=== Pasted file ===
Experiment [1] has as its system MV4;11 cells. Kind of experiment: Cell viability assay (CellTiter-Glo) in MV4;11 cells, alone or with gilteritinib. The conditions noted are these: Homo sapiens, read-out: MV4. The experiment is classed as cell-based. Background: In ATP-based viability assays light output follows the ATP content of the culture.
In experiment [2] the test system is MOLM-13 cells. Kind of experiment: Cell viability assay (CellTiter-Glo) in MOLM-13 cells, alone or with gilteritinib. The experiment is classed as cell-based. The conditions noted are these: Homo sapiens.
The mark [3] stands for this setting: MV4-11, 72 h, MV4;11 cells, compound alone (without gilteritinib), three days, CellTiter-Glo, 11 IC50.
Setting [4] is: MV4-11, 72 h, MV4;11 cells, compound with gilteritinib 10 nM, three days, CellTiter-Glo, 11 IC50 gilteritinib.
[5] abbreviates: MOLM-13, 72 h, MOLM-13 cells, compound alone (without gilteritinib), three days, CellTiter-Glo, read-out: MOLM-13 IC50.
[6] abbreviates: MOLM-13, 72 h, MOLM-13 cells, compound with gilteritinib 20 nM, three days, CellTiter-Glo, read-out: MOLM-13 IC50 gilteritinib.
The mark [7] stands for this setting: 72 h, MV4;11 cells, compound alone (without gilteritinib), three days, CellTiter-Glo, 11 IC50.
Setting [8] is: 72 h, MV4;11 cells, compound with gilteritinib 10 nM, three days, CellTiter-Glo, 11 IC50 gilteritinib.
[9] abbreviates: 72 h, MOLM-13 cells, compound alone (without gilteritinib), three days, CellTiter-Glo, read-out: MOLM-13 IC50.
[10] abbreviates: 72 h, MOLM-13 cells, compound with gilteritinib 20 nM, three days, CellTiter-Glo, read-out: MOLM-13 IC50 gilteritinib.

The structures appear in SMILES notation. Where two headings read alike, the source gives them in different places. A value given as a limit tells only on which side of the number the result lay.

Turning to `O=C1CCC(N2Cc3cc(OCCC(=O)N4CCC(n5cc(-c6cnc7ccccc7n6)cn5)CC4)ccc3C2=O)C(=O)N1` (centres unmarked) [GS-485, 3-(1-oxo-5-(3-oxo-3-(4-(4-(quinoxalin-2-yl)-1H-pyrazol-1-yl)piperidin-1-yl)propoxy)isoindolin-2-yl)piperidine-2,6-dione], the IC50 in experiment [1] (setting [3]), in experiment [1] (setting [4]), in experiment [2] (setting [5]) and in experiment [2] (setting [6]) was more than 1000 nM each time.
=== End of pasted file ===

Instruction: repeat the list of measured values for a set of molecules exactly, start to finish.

Experiment [1] has as its system MV4;11 cells. Kind of experiment: Cell viability assay (CellTiter-Glo) in MV4;11 cells, alone or with gilteritinib. The conditions noted are these: Homo sapiens, read-out: MV4. The experiment is classed as cell-based. Background: In ATP-based viability assays light output follows the ATP content of the culture.
In experiment [2] the test system is MOLM-13 cells. Kind of experiment: Cell viability assay (CellTiter-Glo) in MOLM-13 cells, alone or with gilteritinib. The experiment is classed as cell-based. The conditions noted are these: Homo sapiens.
The mark [3] stands for this setting: MV4-11, 72 h, MV4;11 cells, compound alone (without gilteritinib), three days, CellTiter-Glo, 11 IC50.
Setting [4] is: MV4-11, 72 h, MV4;11 cells, compound with gilteritinib 10 nM, three days, CellTiter-Glo, 11 IC50 gilteritinib.
[5] abbreviates: MOLM-13, 72 h, MOLM-13 cells, compound alone (without gilteritinib), three days, CellTiter-Glo, read-out: MOLM-13 IC50.
[6] abbreviates: MOLM-13, 72 h, MOLM-13 cells, compound with gilteritinib 20 nM, three days, CellTiter-Glo, read-out: MOLM-13 IC50 gilteritinib.
The mark [7] stands for this setting: 72 h, MV4;11 cells, compound alone (without gilteritinib), three days, CellTiter-Glo, 11 IC50.
Setting [8] is: 72 h, MV4;11 cells, compound with gilteritinib 10 nM, three days, CellTiter-Glo, 11 IC50 gilteritinib.
[9] abbreviates: 72 h, MOLM-13 cells, compound alone (without gilteritinib), three days, CellTiter-Glo, read-out: MOLM-13 IC50.
[10] abbreviates: 72 h, MOLM-13 cells, compound with gilteritinib 20 nM, three days, CellTiter-Glo, read-out: MOLM-13 IC50 gilteritinib.

The structures appear in SMILES notation. Where two headings read alike, the source gives them in different places. A value given as a limit tells only on which side of the number the result lay.

Turning to `O=C1CCC(N2Cc3cc(OCCC(=O)N4CCC(n5cc(-c6cnc7ccccc7n6)cn5)CC4)ccc3C2=O)C(=O)N1` (centres unmarked) [GS-485, 3-(1-oxo-5-(3-oxo-3-(4-(4-(quinoxalin-2-yl)-1H-pyrazol-1-yl)piperidin-1-yl)propoxy)isoindolin-2-yl)piperidine-2,6-dione], the IC50 in experiment [1] (setting [3]), in experiment [1] (setting [4]), in experiment [2] (setting [5]) and in experiment [2] (setting [6]) was more than 1000 nM each time.